A second major review of the literature published in 2008 cited 16 studies, many of them only available in Chinese at the time, showing an association between high fluoride levels and reduced IQ.31

Studies show fluoride has neurotoxic effects

Since 1999, the Environmental Protection Agency’s Union of Scientists has opposed the use of fluoride due to its neurotoxic effects demonstrated in studies.32

In 1995, however, well before these reports, Dr. Phyllis Mullenix demonstrated that fluoride added to drinking water and shown to produce similar plasma concentration levels as seen in humans was neurotoxic to laboratory animals. The neurotoxic levels that were observed varied with the age of the animal and ranged from hyperactivity when given to the very young to depressed in the older groups, with these effects lasting a lifetime.33 For her efforts in bringing this health issue to the public’s attention, she was fired from her position; see page 6.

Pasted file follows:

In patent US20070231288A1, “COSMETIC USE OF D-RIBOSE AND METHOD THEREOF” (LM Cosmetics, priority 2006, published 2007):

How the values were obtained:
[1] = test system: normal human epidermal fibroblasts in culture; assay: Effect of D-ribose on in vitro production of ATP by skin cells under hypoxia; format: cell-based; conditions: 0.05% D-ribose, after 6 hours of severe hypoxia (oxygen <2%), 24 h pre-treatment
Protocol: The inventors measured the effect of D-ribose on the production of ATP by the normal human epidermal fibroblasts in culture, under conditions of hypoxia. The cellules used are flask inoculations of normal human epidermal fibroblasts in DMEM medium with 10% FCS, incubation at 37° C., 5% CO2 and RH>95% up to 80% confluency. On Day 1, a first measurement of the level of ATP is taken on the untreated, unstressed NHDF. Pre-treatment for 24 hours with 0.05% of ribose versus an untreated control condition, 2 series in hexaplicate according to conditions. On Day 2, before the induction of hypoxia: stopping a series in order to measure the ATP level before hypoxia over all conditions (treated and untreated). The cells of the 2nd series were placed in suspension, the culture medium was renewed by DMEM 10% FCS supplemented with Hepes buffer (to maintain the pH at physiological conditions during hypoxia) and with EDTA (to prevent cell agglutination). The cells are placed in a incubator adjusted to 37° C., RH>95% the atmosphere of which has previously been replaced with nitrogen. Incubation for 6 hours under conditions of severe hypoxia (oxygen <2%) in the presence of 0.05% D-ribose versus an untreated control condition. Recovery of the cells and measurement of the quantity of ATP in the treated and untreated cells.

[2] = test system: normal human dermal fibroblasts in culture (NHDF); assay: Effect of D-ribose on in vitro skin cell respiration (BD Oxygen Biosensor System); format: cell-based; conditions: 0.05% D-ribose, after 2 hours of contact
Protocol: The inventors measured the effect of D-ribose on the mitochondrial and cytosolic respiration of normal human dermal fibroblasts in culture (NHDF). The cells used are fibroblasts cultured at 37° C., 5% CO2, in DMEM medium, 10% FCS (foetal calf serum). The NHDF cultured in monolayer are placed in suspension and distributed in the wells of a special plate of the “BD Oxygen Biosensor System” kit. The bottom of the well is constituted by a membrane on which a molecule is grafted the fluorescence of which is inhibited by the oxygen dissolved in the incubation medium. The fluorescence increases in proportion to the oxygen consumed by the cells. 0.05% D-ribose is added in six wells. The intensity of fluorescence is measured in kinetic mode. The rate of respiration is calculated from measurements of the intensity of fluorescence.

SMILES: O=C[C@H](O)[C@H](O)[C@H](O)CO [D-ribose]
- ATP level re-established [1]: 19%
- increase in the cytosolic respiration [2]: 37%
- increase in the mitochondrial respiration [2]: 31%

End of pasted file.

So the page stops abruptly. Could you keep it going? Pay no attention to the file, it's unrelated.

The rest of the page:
Each of the studies reporting on the hazards of fluoride have been widely disputed by those advocating fluoridation of water, with claims that the studies reflected fluoride intake far and above what is experienced in the US or in fluoridated parts of the UK. In 1986, the EPA set the maximum contaminant level, or the highest level to which fluoride may be added to drinking water, at 4 mg/l.34 Interestingly enough, this is above the level reported in many studies to cause a decline in IQ as well as other health issues.

Perhaps in response to some of the negative studies, the US Department of Health and Human Services proposed in 2009 to lower fluoride levels to 0.7mg/l, down from its previously established range of 0.7mg/l–1.2mg/l. This was based on the possibility of tooth damage in young children at higher levels. This recommendation to lower the fluoride levels in water to 0.7mg/l was finally implemented in 2011.35,36